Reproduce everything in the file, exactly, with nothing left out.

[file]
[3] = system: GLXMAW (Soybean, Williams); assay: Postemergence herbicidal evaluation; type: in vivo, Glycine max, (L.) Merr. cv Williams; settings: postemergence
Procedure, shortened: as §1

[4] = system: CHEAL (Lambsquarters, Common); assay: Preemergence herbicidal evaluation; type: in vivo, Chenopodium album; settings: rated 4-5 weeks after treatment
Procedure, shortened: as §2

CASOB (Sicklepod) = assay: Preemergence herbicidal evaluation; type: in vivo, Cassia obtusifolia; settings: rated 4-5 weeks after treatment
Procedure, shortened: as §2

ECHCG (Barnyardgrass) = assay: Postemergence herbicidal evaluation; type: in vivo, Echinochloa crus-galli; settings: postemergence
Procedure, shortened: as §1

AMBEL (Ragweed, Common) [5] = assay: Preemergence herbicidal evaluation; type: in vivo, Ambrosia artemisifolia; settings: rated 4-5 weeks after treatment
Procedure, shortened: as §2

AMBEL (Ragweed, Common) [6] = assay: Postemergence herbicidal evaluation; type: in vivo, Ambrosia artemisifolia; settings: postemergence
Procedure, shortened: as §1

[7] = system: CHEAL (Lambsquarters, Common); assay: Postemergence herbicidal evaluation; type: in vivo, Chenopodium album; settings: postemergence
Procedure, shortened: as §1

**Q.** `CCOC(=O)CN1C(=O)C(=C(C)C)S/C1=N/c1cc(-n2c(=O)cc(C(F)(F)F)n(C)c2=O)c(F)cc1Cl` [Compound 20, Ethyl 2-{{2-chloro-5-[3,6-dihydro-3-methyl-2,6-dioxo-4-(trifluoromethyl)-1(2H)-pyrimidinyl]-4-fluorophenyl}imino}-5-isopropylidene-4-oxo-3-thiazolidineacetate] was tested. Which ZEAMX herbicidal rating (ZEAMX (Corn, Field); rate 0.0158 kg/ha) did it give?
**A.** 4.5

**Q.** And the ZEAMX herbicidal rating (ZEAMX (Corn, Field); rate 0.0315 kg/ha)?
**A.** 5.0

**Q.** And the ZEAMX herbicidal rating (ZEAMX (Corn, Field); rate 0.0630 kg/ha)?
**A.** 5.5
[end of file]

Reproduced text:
[3] = system: GLXMAW (Soybean, Williams); assay: Postemergence herbicidal evaluation; type: in vivo, Glycine max, (L.) Merr. cv Williams; settings: postemergence
Procedure, shortened: as §1

[4] = system: CHEAL (Lambsquarters, Common); assay: Preemergence herbicidal evaluation; type: in vivo, Chenopodium album; settings: rated 4-5 weeks after treatment
Procedure, shortened: as §2

CASOB (Sicklepod) = assay: Preemergence herbicidal evaluation; type: in vivo, Cassia obtusifolia; settings: rated 4-5 weeks after treatment
Procedure, shortened: as §2

ECHCG (Barnyardgrass) = assay: Postemergence herbicidal evaluation; type: in vivo, Echinochloa crus-galli; settings: postemergence
Procedure, shortened: as §1

AMBEL (Ragweed, Common) [5] = assay: Preemergence herbicidal evaluation; type: in vivo, Ambrosia artemisifolia; settings: rated 4-5 weeks after treatment
Procedure, shortened: as §2

AMBEL (Ragweed, Common) [6] = assay: Postemergence herbicidal evaluation; type: in vivo, Ambrosia artemisifolia; settings: postemergence
Procedure, shortened: as §1

[7] = system: CHEAL (Lambsquarters, Common); assay: Postemergence herbicidal evaluation; type: in vivo, Chenopodium album; settings: postemergence
Procedure, shortened: as §1

**Q.** `CCOC(=O)CN1C(=O)C(=C(C)C)S/C1=N/c1cc(-n2c(=O)cc(C(F)(F)F)n(C)c2=O)c(F)cc1Cl` [Compound 20, Ethyl 2-{{2-chloro-5-[3,6-dihydro-3-methyl-2,6-dioxo-4-(trifluoromethyl)-1(2H)-pyrimidinyl]-4-fluorophenyl}imino}-5-isopropylidene-4-oxo-3-thiazolidineacetate] was tested. Which ZEAMX herbicidal rating (ZEAMX (Corn, Field); rate 0.0158 kg/ha) did it give?
**A.** 4.5

**Q.** And the ZEAMX herbicidal rating (ZEAMX (Corn, Field); rate 0.0315 kg/ha)?
**A.** 5.0

**Q.** And the ZEAMX herbicidal rating (ZEAMX (Corn, Field); rate 0.0630 kg/ha)?
**A.** 5.5